But she was not intended to be the one and only such image. Within a month of the proclamation of the French Republic on 24 February 1848, a competition was launched to produce the “painted face of the Republic”. Honoré Daumier entered this oil sketch, which came eleventh out of more than 700 entries, but was never worked up into a more finished painting.

Honoré Daumier (1808–1879), The Republic (1848), oil on canvas, 73 x 60 cm, Musée d’Orsay, Paris. Wikimedia Commons.

Based on an earlier sketch of his from about 1844 entitled Charity or Caritas, the goddess of clemency, it shows a mother nursing children and holding the French tricolour flag. In this, she sums up the ideal of a strong republic, in her fertility, serenity, and glory, as a development of Delacroix’s Marianne.


Christian Köhler (1809-1861), Waking Germania (1849), oil on canvas, 220 × 280 cm, New York Historical Society, New York, NY. Wikimedia Commons.

The traditional figure, most strongly associated with the revolutions of 1848, was Germania. She was normally shown wearing armour, her breastplate bearing the eagle symbolic of the German empire, and sometimes with the black, red, and gold tricolour of the liberal-nationalists.

Johann Friedrich Overbeck (1789–1869), Italia and Germania (Sulamith and Maria) (1828), oil on canvas, 94 × 104 cm, Neue Pinakothek, Munich. Wikimedia Commons.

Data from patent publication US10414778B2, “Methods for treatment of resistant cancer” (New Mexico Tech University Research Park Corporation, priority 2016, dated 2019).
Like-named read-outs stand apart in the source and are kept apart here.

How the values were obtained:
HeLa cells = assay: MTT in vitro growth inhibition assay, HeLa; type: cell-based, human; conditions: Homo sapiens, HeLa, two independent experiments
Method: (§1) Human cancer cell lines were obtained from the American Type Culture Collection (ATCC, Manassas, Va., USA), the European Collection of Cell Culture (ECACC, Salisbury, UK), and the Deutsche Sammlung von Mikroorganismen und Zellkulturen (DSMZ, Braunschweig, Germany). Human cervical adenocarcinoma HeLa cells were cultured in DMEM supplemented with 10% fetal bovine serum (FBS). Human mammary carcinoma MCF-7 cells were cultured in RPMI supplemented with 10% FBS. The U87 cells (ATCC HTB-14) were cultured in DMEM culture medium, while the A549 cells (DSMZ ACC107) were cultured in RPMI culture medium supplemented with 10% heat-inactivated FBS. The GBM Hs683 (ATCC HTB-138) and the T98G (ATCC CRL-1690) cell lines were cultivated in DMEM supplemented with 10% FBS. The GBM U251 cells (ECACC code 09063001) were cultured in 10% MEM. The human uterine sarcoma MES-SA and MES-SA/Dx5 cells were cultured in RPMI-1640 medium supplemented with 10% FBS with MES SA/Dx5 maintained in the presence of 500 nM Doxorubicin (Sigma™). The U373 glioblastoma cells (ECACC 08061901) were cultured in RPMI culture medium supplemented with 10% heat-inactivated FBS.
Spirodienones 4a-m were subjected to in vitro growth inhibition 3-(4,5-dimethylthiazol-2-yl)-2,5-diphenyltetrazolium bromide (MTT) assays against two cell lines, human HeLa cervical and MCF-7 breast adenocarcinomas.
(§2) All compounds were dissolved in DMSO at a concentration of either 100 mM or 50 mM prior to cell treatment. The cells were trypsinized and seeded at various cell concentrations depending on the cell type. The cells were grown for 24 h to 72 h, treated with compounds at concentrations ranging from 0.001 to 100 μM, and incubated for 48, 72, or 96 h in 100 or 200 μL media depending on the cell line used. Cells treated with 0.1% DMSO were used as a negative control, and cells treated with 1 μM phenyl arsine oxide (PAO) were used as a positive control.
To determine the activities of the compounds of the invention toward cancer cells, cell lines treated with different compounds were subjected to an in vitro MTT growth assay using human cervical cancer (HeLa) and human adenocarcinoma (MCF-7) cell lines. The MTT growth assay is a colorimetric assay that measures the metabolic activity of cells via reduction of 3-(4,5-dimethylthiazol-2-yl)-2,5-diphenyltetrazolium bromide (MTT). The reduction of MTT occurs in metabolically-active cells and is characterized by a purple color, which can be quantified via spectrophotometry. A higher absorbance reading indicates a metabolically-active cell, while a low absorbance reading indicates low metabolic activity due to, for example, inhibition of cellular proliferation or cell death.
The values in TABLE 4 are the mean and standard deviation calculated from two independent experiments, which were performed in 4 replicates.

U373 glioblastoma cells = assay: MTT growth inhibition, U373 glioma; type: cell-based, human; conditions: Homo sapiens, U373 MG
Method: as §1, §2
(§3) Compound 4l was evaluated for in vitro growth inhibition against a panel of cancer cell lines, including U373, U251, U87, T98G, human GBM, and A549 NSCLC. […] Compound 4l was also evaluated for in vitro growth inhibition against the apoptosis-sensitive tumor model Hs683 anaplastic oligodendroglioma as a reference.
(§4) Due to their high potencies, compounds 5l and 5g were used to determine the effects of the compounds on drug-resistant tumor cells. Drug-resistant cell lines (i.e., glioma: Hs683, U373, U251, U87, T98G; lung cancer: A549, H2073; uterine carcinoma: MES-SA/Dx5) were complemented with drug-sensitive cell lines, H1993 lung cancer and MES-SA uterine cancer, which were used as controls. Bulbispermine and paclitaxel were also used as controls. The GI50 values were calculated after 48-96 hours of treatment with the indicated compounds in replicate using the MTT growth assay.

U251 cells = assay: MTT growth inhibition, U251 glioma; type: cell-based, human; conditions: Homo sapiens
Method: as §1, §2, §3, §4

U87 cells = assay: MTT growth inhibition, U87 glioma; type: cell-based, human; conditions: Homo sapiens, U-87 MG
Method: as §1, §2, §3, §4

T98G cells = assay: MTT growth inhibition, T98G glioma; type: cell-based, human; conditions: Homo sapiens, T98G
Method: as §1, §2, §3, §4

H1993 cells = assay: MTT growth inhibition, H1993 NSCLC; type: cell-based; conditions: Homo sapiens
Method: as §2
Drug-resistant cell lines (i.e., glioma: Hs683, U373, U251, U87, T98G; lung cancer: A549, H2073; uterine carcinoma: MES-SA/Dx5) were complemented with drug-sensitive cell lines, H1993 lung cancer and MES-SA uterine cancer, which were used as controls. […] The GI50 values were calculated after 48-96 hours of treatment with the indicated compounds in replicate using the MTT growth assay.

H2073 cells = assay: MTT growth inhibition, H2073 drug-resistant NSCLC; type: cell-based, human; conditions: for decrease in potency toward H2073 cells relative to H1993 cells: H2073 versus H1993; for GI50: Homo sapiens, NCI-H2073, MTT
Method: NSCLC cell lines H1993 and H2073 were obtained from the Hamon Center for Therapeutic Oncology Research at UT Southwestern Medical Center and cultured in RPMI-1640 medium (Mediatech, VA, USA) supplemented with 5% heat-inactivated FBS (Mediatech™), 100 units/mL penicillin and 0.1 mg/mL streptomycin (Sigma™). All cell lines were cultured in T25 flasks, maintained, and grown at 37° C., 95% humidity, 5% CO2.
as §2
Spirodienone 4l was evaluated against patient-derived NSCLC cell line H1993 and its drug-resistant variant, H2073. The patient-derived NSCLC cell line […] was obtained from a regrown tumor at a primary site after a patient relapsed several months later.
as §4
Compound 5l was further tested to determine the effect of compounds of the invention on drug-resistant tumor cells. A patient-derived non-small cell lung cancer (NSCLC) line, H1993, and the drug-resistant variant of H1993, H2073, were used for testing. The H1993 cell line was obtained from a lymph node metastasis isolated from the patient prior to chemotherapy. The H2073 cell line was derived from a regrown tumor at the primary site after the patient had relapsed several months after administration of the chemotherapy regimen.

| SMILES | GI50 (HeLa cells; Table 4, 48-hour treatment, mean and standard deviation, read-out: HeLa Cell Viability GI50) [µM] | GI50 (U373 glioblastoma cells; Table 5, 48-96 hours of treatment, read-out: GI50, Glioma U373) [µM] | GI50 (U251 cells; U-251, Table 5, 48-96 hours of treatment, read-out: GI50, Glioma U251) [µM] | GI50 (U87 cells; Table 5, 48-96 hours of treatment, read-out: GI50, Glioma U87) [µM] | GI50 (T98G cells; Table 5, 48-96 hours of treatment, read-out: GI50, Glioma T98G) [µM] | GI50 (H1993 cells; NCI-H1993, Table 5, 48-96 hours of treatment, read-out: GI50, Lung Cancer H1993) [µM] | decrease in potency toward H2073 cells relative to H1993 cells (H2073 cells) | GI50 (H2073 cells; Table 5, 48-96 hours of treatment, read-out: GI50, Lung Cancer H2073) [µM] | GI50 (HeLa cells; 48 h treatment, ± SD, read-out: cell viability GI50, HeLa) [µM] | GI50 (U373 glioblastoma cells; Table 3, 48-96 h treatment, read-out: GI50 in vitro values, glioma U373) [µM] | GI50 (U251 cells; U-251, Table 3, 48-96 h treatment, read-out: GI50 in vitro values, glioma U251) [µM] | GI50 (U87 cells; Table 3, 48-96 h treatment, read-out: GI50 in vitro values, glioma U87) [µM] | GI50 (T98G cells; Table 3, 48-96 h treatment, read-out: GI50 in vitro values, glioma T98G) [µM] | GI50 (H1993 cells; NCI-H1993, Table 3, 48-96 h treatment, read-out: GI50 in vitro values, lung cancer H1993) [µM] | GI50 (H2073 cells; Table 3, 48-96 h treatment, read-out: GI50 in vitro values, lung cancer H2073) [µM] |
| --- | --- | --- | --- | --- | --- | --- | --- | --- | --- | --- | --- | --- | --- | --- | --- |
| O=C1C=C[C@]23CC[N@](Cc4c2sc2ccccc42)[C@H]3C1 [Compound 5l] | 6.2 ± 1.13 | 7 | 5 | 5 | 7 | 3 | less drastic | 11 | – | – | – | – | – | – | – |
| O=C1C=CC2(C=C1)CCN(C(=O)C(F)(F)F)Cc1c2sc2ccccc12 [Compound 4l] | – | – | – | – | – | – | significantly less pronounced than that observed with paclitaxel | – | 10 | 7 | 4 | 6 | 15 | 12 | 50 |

In his earlier, pre-revolutionary painting, Johann Overbeck makes Germania (left) a close and intimate friend of Italia (right), although most of Germania’s traditional attributes have been suppressed.


Eugène Delacroix (1798–1863), Greece in the Ruins of Missolonghi (1826), oil on canvas, 208 × 147 cm, Musée des Beaux-Arts, Bordeaux, France. Wikimedia Commons.

Another of Delacroix’s history paintings provides the best personification of Greece, where she walks on the rubble remaining from the third siege of Missolonghi from 1825-6. This was a desperate attempt by the Greeks to withstand the attacks of the Ottomans. After a year of siege, the Greeks had little option but to try to release their women and children from the city, leaving the men to defend the empty city to the last. Only a thousand made it to safety, the remainder being slaughtered or sold into slavery.